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      Χίος (5/3/2006 v.1) Chios (12/14/2009 v.1)

Author(s) : Sarantakou Efi , Misailidou Anna , Beneki Eleni , Warlas Michael (4/20/2005)
Translation : Daskalaki Photini , Papadaki Irene , Dovletis Onoufrios , Panourgia Klio

For citation: Sarantakou Efi, Misailidou Anna, Beneki Eleni, Warlas Michael, "Chios",
Cultural Portal of the Aegean Archipelago

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The Chians go everywhere in pairs

The most widely known saying about Chians is that they go everywhere in pairs. According to anecdotes, the Chians carried one another on their backs so that they wouldn't have to carry Turks. This story seems implausible as there were only a few Turks in Chios and it is rather improbable that they had such a behavior. It is more possible that the saying refers to the practice of monks -and later merchants- to travel in groups of two or more, so that they could watch over each other or protect the interests of the partners of their companies, which were sometimes conflicting. The most typical example of this practice is the story of Stamatis Petros, who accompanied Korais in Amsterdam and kept detailed records, even of his personal life, that sent to their company's partners on a regular basis.

The myth about the foundation of Nea Moni

According to the monastic tradition that was recorded in an undated manuscript, the "Greek Memorandum", three ascetics from mountain Provatio found, between 1034 and 1041, an icon of Virgin Mary on a myrtus, in the place the monastery was built. The icon kept returning, by some miracle, to its original place until the foundation of the monastery. According to tradition, of the three holy men that founded Nea Moni, Nikitas, Ioannis and Joseph, the first two foretold to Constantinos Monomachos, who was exiled in Mytilene since 1035, that he would rise to the imperial throne. Constantinos gave them his ring, which they presented to him when he became emperor and he rewarded them by building the monastery's katholikon and giving Nea Moni financial support and privileges.

The myth in this story, and the fact that it follows the pattern of medieval religious myths about monasteries' foundations does not discredit the fact that it was an interpretation of the emperors' generosity accepted by ascetics and believers.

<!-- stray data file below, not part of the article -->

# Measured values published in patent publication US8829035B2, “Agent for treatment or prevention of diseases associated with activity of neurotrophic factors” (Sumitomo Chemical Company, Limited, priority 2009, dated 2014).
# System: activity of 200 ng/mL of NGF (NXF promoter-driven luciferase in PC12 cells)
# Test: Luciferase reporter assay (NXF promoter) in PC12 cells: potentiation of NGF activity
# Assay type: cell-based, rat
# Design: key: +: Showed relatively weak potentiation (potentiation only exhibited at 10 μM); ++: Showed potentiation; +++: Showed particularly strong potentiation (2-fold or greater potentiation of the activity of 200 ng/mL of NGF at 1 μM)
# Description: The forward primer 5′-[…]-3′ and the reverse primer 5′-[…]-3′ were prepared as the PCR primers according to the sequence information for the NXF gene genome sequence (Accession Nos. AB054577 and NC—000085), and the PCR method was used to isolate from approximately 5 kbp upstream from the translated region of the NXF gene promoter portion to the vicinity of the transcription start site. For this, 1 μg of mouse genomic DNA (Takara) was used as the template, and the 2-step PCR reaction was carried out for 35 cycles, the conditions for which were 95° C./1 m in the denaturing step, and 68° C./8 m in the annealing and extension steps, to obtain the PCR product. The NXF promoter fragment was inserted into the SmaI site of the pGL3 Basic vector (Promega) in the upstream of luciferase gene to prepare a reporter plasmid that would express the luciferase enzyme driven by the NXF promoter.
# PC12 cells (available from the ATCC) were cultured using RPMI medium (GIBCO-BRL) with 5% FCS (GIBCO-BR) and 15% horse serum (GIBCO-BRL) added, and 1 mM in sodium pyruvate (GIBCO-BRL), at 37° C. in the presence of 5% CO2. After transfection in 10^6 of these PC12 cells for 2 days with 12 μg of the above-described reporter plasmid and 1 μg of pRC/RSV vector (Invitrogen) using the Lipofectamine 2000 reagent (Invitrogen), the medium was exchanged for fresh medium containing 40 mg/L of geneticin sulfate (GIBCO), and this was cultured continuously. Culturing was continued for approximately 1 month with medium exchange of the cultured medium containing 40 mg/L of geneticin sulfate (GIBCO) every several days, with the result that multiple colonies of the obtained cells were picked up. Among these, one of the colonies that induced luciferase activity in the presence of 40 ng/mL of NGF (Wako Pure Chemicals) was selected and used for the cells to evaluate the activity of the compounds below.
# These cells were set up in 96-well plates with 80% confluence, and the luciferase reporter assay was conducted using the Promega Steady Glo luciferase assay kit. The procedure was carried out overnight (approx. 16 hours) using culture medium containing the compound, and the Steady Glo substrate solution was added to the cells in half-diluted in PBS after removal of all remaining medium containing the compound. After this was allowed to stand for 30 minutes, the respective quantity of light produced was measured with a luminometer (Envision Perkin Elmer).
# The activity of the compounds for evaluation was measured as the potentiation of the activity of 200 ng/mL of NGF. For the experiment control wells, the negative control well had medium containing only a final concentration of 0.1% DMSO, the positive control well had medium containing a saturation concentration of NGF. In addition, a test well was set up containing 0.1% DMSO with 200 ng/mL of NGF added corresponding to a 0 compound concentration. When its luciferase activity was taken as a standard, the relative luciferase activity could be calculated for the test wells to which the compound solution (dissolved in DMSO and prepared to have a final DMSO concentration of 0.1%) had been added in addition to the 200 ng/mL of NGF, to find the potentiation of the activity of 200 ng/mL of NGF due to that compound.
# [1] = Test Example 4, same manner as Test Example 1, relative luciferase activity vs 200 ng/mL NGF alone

Recipe for cosmetic, from formulary written in hand around 1850, from Spinos' pharmacy in the Chora of Chios.

«Ενός γροσίου αμυγδαλόλαδο, δυο δράμια κερί της μέλισσας, δυο κούκουδα μαστίχα τα βάζετε εις ένα κιασεδάκι και βράζετε ένα τσουκάλι νερό και βάζετε το κεσεδάκι μέσα να λιώσουν και το τρίβετε και ρίπτετε ολίγον ροδόσταμον μέσα. Έπειτα πάλιν χύνεις το ροδόσταμο εις ένα φλυτζάνι το δουλεύεις και βάζεις λίγο λίγο το ροδόσταμο μέσα έως ότου να πήξει, Έπειτα; Το αλείφεις εις ένα κιεσέ όλην την αλοιφή και βάζεις ένα πιάτο γιασεμιά και τον πικουπίζεις [=αναποδογυρίζεις] τον κεσέ και γίνεται πολύ ωραίον. Όταν την ψήνεις την αλοιφή να λέγεις: αν είσαι φίλος να διαβείς κι αν είσαι εχθρός να σκάσεις και αν είσαι κακομέλετος να πέσεις να σκοντάψεις».

Source: Sevasti Haviara-Karahaliou, "Γιατροπορέματα των ομματιών και άλλα κείμενα", ed. Andreas Fr. Michailidis, (Chios 2003), p. 132.



1. Position- environment

1.1. Geographic division

1.2. Geology

1.3. Morphology

1.3.1. Caves of Chios

1.4. Shape, coasts and beaches

1.5. Climate

1.6. Flora

1.7. Fauna

2. History

2.1. Prehistory – Antiquity

2.2. Byzantine period – Genoan occupation

2.3. Ottoman period

2.3.1. 19th c.

2.4. 20th century

2.5. The Destruction of Chios

2.6. Refugees in Chios

2.7. Commerce and Chian diaspora

3. Archaeological sites and monuments

3.1. Castle of Chios

3.2. Emporio

3.2.1. The archaic settlement and the temple

3.2.2. The citadel

3.3. Volissos

3.4. Anavatos

3.5. Daskalopetra (Teacher’s Stone)

3.6. Nea Moni

3.6.1. The construction of Nea Moni and the set-up of monastic life

3.6.2. Architecture and decoration

3.6.3. Additions and damages

3.6.4. Nea Moni as an architectural and social examble

3.6.5. Nea Moni’s economy

3.6.6. From a monastery to a cultural shrine

3.6.7. The monasteries’ zones of influence

3.7. Other temples

4. Architecture

4.1. In general

4.2. The medieval villages of south Chios

4.3. The city of Chios and Kampos

4.4. North Chios

4.5. Chios’ architecture after the Ottoman occupation

4.6. Medieval Mastichochoria

5. Museums

5.1. Archaeological Museum

5.2. Chios Byzantine Museum (Mecitiye Camii)

5.3. Korais Library – Folclore Museum – Argenti Gallery

5.4. Chios Maritime Museum

5.5. Museum of Natural History and Physics at the 1st High School of Chios

5.6. Chios Public Art Gallery

5.7. Museum of Nikos Gialouris

6. Homerion Cultural Center

7. Folk culture - folk art

7.1. Pottery

7.2. Woodcarving - sculpture

7.3. Religion - tradition

7.4. Happenings

8. Chios’ saints

8.1. St. Markella

8.2. St. Isidoros and Chios’ mastic

9. Chian shipping

10. Mastic

10.1. Mastic's biology-geography

10.2. Production process- time

10.3. Chios Mastiha Growers Association and mastic companies' development

10.4. Products and uses

10.5. History of mastic and its consumption: a pendulum between East and West

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